It creates a platform for people. Over the years, I’ve watched the journey of the festival as it’s come into fruition and its own, hence why I opted to help where I can. It allows creatives to showcase their works but gives confidence that there is a space dedicated specifically for us. And it's run by people who are just like us. The space that we’ve created here from my experience is that the team is willing to listen, and allow us to input ideas on how we can best serve the bigger narrative. This space also gives our creatives the confidence to submit our works to other festivals which are bigger with a different audience. I’m so thankful to the founders and directors who recognised the hole in our industry and gave us this space designed for and by us.
Is there anything that you are working on currently that you can humble brag and share about?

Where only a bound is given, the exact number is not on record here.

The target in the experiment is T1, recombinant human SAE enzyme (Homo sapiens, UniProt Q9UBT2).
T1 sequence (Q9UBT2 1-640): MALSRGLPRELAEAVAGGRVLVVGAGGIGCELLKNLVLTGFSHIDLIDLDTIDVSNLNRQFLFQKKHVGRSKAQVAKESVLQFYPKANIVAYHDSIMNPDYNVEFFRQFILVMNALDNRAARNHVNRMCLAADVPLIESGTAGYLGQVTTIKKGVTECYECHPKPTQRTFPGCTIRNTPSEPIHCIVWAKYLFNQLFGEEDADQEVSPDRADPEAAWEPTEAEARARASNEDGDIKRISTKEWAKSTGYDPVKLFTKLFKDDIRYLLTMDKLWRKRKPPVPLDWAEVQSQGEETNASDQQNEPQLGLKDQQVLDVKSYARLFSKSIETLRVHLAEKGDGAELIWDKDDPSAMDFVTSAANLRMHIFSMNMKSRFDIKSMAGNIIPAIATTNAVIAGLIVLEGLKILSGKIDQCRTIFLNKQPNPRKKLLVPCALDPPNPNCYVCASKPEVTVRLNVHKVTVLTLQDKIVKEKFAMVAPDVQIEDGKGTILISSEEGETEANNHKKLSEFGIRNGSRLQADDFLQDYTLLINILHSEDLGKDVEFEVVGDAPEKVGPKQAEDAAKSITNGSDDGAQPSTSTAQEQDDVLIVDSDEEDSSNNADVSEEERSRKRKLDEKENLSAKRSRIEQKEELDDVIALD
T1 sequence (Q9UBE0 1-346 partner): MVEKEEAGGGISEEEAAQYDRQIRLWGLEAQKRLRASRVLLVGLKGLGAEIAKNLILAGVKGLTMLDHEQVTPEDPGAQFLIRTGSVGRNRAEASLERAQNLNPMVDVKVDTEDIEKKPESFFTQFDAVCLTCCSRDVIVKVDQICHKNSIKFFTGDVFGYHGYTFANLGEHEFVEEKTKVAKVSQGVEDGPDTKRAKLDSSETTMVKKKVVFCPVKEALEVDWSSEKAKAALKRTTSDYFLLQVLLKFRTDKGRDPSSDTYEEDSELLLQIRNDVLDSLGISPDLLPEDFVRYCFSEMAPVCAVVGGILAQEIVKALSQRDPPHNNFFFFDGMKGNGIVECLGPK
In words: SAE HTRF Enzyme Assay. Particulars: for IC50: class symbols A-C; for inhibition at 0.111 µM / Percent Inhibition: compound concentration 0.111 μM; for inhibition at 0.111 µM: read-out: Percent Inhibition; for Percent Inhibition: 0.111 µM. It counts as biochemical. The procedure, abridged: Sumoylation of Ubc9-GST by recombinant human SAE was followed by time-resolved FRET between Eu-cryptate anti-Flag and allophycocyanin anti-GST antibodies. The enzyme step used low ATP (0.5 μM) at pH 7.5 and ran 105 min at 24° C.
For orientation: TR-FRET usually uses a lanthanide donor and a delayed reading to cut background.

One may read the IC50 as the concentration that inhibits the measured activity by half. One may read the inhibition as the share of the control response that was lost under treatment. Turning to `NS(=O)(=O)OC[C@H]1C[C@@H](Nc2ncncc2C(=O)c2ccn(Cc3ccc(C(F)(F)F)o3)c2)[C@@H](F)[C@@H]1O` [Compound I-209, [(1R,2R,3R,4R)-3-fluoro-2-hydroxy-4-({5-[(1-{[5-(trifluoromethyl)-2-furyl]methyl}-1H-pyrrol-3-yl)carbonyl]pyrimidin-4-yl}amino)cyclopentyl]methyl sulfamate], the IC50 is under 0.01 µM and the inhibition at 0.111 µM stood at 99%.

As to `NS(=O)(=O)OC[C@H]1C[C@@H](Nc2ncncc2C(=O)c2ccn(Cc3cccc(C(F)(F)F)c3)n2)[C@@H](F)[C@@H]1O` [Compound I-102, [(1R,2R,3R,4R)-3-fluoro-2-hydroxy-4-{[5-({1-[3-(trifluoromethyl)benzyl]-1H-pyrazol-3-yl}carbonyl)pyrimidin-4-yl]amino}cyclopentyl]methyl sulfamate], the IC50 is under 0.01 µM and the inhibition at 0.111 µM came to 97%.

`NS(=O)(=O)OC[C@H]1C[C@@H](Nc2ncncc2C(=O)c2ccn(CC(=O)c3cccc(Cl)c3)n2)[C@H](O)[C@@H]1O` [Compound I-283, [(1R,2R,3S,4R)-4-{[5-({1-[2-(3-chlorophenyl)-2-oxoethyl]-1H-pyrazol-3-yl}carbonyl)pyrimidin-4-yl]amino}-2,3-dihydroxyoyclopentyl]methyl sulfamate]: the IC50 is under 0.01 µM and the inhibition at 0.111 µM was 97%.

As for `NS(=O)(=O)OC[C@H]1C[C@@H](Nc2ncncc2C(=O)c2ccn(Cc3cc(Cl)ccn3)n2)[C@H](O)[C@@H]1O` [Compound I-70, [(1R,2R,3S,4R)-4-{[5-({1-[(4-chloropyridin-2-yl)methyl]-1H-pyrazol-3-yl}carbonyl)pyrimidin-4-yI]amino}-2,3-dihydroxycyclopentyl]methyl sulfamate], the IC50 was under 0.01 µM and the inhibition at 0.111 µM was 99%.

I am researching and writing ideas and things around the Mau Movement, which is the big film idea I talked about earlier. I guess because it’s such a pivotal time in our history, I understand the importance of really telling the story correctly. There’s no room for error hence why I am taking my time.
On the side, my friends and I have been doing some photography. I try not to be boxed into one idea that I am only an actor. I am a storyteller. So during the COVID-19 situation, I needed a creative outlet to stay sane because I was going crazy. I’m not a professional photographer in any way, I am still learning, but it has been a fun way to exercise and expand other ideas. But it’s something I hope to integrate back into film later. So definitely, thinking of the bigger picture.
What is your greatest fear?